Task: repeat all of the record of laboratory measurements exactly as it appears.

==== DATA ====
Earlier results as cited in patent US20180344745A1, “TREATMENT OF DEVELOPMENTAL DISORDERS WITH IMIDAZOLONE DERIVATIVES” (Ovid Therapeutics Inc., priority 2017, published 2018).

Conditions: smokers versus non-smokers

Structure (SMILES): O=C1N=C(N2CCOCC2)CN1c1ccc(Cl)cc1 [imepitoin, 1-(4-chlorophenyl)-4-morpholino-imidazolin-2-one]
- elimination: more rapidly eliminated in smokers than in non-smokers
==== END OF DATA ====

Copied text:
Earlier results as cited in patent US20180344745A1, “TREATMENT OF DEVELOPMENTAL DISORDERS WITH IMIDAZOLONE DERIVATIVES” (Ovid Therapeutics Inc., priority 2017, published 2018).

Conditions: smokers versus non-smokers

Structure (SMILES): O=C1N=C(N2CCOCC2)CN1c1ccc(Cl)cc1 [imepitoin, 1-(4-chlorophenyl)-4-morpholino-imidazolin-2-one]
- elimination: more rapidly eliminated in smokers than in non-smokers